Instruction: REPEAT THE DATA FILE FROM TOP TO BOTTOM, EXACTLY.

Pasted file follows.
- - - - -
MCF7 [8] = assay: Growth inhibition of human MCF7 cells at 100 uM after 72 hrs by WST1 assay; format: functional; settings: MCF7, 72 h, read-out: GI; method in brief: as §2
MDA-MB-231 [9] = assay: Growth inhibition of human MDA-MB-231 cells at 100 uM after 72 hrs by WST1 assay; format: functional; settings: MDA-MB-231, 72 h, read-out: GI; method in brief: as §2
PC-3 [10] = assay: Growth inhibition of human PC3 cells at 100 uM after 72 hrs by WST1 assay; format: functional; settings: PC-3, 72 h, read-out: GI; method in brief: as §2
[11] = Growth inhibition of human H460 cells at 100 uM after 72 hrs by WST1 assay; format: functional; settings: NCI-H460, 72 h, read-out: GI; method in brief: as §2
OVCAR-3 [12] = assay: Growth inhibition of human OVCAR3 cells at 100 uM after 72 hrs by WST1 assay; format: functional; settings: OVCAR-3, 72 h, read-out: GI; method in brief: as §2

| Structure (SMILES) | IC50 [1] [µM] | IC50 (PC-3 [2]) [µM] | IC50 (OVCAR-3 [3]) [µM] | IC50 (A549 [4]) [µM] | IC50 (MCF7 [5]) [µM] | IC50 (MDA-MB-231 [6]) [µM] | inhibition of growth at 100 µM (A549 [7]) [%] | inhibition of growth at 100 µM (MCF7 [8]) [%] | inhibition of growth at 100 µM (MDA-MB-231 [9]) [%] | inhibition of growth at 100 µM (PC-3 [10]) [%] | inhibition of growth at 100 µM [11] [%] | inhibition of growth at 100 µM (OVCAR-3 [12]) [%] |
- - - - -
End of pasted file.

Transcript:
MCF7 [8] = assay: Growth inhibition of human MCF7 cells at 100 uM after 72 hrs by WST1 assay; format: functional; settings: MCF7, 72 h, read-out: GI; method in brief: as §2
MDA-MB-231 [9] = assay: Growth inhibition of human MDA-MB-231 cells at 100 uM after 72 hrs by WST1 assay; format: functional; settings: MDA-MB-231, 72 h, read-out: GI; method in brief: as §2
PC-3 [10] = assay: Growth inhibition of human PC3 cells at 100 uM after 72 hrs by WST1 assay; format: functional; settings: PC-3, 72 h, read-out: GI; method in brief: as §2
[11] = Growth inhibition of human H460 cells at 100 uM after 72 hrs by WST1 assay; format: functional; settings: NCI-H460, 72 h, read-out: GI; method in brief: as §2
OVCAR-3 [12] = assay: Growth inhibition of human OVCAR3 cells at 100 uM after 72 hrs by WST1 assay; format: functional; settings: OVCAR-3, 72 h, read-out: GI; method in brief: as §2

| Structure (SMILES) | IC50 [1] [µM] | IC50 (PC-3 [2]) [µM] | IC50 (OVCAR-3 [3]) [µM] | IC50 (A549 [4]) [µM] | IC50 (MCF7 [5]) [µM] | IC50 (MDA-MB-231 [6]) [µM] | inhibition of growth at 100 µM (A549 [7]) [%] | inhibition of growth at 100 µM (MCF7 [8]) [%] | inhibition of growth at 100 µM (MDA-MB-231 [9]) [%] | inhibition of growth at 100 µM (PC-3 [10]) [%] | inhibition of growth at 100 µM [11] [%] | inhibition of growth at 100 µM (OVCAR-3 [12]) [%] |